Russian-led assault in Syria leaves over 500 civilians dead, say rights groups

Syrians inspect the damage following reported regime airstrikes on the town of Muhambal, in the northern Idlib province on July 6, 2019. (AFP)
Updated 07 July 2019

Russian-led assault in Syria leaves over 500 civilians dead, say rights groups

  • Russia and its Syrian army ally deny their jets hit indiscriminately civilian areas with cluster munitions and incendiary weapons

AMMAN: At least 544 civilians have been killed and over 2,000 people injured since a Russian-led assault on the last rebel bastion in northwestern Syria began two months ago, rights groups and rescuers said on Saturday.
Russian jets joined the Syrian army on April 26 in the biggest offensive against parts of rebel-held Idlib province and adjoining northern Hama provinces in the biggest escalation in the war between Syrian President Bashar al Assad and his enemies since last summer.
The Syrian Network for Human Rights,(SNHR), which monitors casualties and briefs various UN agencies, said the 544 civilians killed in the hundreds of attacks carried out by Russian jets and the Syrian army include 130 children. Another 2,117 people have been injured.
"The Russian military and its Syrian ally are deliberately targeting civilians with a record number of medical facilities bombed," Fadel Abdul Ghany, chairman of SNHR, told Reuters.
Russia and its Syrian army ally deny their jets hit indiscriminately civilian areas with cluster munitions and incendiary weapons, which residents in opposition areas say are meant to paralyse every-day life.
Moscow says its forces and the Syrian army are fending off terror attacks by al Qaeda militants whom they say hit populated, government-held areas, and it accuses rebels of wrecking a ceasefire deal agreed last year between Turkey and Russia.
Last month U.S.-based Human Rights Watch said the Russian-Syrian joint military operation had used cluster munitions and incendiary weapons in the attacks along with large air-dropped explosive weapons with wide-area effects in populated civilian areas, based on reports by first responders and witnesses.
Residents and rescuers say the two-month-old campaign has left dozens of villages and towns in ruins. According to the United Nations, at least 300,000 people have been forced to leave their homes for the safety of areas closer to the border with Turkey.
"Whole villages and towns have been emptied," said Idlib-based Civil Defence spokesman Ahmad al Sheikho, saying it was the most destructive campaign against Idlib province since it completely fell to the opposition in the middle of 2015.
On Friday, 15 people, including children, were killed in the village of Mhambil in western Idlib province after Syrian army helicopters dropped barrel bombs on a civilian quarter, the civil defence group and witnesses said.
The heads of 11 major global humanitarian organizations warned at the end of last month that Idlib stood at the brink of disaster, with 3 million civilian lives at risk, including 1 million children.
"Too many have died already” and “even wars have laws” they declared, in the face of multiple attacks by government forces and their allies on hospitals, schools and markets," the U.N.-endorsed statement said.
Last Thursday an aerial strike on Kafr Nabl hospital made it the 30th facility to be bombed durng the campaign, leaving hundreds of thousands with no medical access, according to aid groups.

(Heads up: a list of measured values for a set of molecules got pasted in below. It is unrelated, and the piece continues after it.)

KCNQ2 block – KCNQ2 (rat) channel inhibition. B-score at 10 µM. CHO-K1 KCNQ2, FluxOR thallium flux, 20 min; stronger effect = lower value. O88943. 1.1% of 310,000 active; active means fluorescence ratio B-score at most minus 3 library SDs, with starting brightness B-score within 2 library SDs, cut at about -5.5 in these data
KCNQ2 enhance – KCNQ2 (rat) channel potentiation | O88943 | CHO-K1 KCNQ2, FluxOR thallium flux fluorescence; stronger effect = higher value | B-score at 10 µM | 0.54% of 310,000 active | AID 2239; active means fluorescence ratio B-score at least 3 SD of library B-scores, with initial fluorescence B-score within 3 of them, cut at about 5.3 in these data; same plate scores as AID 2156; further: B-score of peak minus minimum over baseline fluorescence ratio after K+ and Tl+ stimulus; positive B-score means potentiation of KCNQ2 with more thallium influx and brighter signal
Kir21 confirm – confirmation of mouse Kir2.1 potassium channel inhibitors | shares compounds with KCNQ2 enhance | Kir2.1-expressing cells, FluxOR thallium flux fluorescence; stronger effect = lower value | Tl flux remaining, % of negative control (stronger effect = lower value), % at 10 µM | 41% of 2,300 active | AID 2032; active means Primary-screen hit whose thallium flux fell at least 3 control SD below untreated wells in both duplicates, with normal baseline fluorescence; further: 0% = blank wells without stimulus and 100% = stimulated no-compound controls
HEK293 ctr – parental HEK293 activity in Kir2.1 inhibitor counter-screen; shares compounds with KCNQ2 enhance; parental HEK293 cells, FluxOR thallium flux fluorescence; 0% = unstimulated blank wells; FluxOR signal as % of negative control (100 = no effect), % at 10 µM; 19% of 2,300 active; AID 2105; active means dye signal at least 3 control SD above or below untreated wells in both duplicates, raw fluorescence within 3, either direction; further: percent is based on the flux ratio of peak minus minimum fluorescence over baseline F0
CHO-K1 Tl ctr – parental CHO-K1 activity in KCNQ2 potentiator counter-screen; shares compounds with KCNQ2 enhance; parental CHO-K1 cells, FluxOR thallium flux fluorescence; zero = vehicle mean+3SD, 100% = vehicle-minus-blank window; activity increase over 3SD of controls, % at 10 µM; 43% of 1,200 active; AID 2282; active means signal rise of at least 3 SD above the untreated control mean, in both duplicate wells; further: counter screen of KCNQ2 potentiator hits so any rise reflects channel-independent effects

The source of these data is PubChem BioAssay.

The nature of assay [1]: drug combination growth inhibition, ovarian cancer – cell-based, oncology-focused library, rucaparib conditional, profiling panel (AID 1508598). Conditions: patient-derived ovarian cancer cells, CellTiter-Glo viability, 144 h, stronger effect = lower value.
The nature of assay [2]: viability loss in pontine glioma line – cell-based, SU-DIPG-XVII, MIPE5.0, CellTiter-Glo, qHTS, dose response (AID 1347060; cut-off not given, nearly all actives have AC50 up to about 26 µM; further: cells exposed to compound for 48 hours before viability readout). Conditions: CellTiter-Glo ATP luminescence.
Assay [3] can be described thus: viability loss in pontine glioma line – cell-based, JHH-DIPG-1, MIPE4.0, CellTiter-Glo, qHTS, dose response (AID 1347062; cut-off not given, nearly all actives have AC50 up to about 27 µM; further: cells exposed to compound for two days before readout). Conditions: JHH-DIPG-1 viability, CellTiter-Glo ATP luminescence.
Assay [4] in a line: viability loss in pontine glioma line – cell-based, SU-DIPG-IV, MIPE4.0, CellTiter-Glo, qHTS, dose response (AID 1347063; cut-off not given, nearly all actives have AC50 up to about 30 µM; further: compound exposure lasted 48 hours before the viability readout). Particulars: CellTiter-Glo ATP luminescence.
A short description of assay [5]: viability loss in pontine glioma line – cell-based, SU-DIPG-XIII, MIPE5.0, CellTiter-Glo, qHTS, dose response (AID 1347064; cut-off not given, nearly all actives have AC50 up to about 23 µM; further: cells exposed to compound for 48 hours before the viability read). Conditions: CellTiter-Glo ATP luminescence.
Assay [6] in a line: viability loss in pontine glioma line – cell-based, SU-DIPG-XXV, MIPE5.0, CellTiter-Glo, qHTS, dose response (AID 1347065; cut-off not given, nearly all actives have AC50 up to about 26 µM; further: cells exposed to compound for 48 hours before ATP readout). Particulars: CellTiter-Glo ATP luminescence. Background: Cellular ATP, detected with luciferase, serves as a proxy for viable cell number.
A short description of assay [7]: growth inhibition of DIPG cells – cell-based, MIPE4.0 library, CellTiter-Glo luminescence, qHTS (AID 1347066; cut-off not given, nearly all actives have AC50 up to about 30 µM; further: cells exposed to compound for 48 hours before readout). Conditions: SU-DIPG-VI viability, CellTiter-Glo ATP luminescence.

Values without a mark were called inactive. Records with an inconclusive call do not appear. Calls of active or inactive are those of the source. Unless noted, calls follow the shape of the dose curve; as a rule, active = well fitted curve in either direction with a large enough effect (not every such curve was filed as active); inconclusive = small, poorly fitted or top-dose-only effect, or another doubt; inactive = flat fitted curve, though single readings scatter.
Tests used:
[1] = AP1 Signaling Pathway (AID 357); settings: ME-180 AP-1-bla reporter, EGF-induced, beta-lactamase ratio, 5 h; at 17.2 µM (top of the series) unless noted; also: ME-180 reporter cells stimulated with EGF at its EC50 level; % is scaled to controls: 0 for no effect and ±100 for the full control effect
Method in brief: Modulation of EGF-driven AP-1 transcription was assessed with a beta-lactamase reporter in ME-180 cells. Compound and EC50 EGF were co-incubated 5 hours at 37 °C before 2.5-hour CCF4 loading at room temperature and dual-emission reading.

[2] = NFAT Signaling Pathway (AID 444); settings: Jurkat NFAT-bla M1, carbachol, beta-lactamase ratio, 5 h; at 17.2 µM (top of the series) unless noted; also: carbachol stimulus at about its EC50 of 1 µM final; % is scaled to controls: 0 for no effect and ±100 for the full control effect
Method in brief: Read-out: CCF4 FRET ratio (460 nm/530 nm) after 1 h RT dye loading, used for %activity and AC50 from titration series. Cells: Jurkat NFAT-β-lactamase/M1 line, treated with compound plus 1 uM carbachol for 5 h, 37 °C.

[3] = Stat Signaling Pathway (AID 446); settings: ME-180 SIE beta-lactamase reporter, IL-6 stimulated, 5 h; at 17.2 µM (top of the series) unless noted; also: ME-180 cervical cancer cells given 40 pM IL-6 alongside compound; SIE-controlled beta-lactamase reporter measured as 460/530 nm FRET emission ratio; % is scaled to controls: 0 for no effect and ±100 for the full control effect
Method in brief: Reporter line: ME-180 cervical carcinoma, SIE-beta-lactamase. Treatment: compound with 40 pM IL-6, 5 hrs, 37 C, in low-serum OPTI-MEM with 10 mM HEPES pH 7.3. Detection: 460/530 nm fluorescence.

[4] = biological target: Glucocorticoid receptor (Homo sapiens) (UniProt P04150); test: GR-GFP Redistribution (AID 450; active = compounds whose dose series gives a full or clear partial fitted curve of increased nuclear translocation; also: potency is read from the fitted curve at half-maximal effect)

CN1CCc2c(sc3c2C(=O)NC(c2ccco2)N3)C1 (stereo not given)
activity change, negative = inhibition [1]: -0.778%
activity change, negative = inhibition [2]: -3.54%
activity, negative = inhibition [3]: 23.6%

"To have these medical facilities bombed and put out of service in less than two months is no accident. Let's call this by what it is, a war crime," Dr. Khaula Sawah, vice president of the U.S.-based Union of Medical Care and Relief Organisations, which provides aid in the northwest, said in a statement.


Arab and world leaders pay tribute to Egypt's former president Hosni Mubarak

Updated 49 min 17 sec ago

Arab and world leaders pay tribute to Egypt's former president Hosni Mubarak

CAIRO: World leaders have paid tribute to Egypt’s longest serving President Hosni Mubarak, who passed away on Tuesday at the age of 91, ending his days after a swift and ignominious tumble from power. 

The Egyptian leader was for nearly 30 years the resolute face of stability in the Middle East before being forced by the military to resign after nationwide protests that were part of the Arab world's 2011 pro-democracy upheaval. 

UAE

Rulers of the United Arab Emirates have expressed their condolences and solace on the death of Mubarak, a statement on state-run news agency WAM said. The country will also lower flags for one day in mourning. 

ISRAEL

Israeli Prime Minister Benjamin Netanyahu praised Mubarak for delivering "peace and security" to his people and for achieving "peace with Israel". "In the name of Israel's citizens and government, I'd like to express deep sorrow over the passing of president Hosni Mubarak," Netanyahu said, calling the long-serving Egyptian leader "a personal friend.. who brought his people to peace and security (and) to peace with Israel."

PALESTINE

Palestinian leader Mahmud Abbas hailed the former Egyptian president as a supporter of the Palestinian cause. A statement from Abbas's office said he mourned the death "with great sorrow" and hailed the "late president's positions in support of the Palestinian cause and the Palestinian people in achieving their freedom and independence".

KUWAIT

Kuwait's Emir Sheikh Sabah Al Ahmad Al-Sabah also expressed sincere condolences on the death of Mubarak.

Al-AZHAR INSTITUTE 

Grand Sheikh Ahmed al-Tayyeb of Egypt's premier Islamic institution, Al-Azhar, has paid tribute to Mubarak, praising his national role and his prominent role as a hero in the October war in 1973.